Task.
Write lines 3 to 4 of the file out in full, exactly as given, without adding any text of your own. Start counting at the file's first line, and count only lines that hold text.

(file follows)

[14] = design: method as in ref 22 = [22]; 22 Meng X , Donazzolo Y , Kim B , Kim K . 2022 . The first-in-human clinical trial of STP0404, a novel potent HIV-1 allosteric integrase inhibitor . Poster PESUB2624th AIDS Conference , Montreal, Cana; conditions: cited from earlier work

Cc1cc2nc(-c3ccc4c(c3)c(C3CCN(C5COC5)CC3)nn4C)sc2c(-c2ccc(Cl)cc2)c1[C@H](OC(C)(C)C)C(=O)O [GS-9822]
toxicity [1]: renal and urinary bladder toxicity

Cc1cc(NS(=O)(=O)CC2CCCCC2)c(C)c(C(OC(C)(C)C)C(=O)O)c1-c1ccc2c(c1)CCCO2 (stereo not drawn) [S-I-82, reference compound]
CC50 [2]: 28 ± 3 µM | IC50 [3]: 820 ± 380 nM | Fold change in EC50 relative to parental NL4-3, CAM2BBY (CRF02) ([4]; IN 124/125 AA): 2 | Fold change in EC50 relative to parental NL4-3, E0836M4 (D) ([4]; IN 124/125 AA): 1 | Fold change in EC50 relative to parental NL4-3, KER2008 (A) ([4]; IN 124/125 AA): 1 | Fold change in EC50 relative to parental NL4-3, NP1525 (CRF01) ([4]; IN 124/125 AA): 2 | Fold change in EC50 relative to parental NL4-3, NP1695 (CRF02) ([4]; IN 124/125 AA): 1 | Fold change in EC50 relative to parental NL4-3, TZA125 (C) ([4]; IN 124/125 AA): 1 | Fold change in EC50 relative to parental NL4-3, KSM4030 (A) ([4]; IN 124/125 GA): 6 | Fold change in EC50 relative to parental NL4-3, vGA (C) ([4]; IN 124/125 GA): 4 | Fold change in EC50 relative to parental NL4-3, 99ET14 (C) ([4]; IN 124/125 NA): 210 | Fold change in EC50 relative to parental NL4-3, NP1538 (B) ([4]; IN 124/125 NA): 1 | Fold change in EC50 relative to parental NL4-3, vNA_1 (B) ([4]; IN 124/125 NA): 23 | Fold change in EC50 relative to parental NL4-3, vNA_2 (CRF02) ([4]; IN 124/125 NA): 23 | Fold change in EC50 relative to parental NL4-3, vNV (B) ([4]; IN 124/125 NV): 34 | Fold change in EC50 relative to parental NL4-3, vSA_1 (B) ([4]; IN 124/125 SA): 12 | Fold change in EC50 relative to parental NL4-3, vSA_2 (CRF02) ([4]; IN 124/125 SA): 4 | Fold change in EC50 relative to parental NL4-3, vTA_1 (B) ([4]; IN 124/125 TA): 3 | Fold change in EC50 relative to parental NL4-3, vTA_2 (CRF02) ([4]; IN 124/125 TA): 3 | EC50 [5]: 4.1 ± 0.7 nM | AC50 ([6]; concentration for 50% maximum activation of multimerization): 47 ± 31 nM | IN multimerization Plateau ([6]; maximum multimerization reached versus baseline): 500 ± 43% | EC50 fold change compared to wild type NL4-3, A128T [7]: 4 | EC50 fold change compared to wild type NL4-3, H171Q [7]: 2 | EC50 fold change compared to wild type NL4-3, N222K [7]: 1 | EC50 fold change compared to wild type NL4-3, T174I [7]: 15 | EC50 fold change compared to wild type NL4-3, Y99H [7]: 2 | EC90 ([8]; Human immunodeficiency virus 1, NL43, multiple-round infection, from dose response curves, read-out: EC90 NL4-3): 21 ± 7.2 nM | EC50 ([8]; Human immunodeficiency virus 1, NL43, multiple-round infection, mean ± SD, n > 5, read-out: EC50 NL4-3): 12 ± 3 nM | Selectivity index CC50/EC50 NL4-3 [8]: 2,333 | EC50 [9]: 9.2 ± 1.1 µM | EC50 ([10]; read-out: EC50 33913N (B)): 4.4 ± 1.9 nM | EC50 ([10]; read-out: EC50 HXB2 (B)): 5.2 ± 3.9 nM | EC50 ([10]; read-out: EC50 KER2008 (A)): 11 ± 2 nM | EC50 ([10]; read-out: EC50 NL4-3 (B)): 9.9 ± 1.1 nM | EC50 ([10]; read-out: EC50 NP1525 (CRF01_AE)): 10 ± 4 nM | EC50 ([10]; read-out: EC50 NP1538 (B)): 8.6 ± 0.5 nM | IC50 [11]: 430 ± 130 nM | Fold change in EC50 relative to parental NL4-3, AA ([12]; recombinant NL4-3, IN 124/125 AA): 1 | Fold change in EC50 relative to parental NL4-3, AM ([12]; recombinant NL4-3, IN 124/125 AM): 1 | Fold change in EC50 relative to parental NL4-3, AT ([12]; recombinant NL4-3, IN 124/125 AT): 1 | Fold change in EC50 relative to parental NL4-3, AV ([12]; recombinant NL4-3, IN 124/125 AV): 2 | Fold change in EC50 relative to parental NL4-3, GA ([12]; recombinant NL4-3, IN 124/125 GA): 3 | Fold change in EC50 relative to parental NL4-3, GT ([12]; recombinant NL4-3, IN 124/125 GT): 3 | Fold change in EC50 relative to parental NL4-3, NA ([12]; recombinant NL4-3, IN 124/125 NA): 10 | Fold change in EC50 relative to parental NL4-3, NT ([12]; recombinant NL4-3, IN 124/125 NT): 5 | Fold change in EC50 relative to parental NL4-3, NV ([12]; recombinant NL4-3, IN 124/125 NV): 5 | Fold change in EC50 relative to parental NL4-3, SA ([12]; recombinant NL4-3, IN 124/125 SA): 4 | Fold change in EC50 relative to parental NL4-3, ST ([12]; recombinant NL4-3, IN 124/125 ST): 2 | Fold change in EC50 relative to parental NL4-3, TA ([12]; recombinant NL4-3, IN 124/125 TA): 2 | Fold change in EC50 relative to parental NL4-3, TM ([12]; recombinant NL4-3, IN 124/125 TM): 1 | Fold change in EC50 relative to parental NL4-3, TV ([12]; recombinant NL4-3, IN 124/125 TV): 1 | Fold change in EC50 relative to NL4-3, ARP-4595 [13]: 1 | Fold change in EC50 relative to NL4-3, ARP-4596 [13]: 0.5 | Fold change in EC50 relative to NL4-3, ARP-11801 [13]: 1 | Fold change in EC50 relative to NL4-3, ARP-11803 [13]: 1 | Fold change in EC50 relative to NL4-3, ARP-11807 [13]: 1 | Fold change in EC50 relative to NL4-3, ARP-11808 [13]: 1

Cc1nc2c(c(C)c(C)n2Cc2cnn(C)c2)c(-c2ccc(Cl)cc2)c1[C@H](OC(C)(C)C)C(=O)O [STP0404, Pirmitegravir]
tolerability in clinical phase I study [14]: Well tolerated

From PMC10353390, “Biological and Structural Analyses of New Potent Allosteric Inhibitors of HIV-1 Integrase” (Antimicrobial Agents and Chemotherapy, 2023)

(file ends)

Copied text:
toxicity [1]: renal and urinary bladder toxicity

Cc1cc(NS(=O)(=O)CC2CCCCC2)c(C)c(C(OC(C)(C)C)C(=O)O)c1-c1ccc2c(c1)CCCO2 (stereo not drawn) [S-I-82, reference compound]